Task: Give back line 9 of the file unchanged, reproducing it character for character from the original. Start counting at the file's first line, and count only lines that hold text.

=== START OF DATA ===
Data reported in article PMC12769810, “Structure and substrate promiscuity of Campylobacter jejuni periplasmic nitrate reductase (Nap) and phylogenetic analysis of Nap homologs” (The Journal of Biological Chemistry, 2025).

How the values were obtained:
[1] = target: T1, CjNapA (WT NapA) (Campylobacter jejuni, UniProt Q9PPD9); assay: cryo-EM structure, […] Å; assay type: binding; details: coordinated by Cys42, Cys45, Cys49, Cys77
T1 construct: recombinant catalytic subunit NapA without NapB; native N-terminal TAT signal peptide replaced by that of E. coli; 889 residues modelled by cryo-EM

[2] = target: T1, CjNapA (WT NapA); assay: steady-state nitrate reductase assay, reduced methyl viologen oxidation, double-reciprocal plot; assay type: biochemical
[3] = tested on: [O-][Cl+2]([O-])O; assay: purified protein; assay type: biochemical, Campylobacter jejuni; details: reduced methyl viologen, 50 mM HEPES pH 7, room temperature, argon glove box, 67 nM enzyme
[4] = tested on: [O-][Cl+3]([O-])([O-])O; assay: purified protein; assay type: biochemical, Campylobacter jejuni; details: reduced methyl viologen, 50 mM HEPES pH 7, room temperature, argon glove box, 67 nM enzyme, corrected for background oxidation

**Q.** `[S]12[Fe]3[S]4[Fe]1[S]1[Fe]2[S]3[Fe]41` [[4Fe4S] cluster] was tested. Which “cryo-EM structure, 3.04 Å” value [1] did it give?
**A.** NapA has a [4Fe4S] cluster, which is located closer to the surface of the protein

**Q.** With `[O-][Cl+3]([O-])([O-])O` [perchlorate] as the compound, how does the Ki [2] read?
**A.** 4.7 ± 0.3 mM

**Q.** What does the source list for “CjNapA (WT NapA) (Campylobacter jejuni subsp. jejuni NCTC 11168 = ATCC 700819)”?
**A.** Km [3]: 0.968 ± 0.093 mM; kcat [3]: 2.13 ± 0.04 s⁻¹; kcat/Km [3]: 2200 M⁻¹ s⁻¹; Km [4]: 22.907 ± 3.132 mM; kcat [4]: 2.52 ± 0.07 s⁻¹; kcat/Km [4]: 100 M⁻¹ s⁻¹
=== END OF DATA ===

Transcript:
**A.** NapA has a [4Fe4S] cluster, which is located closer to the surface of the protein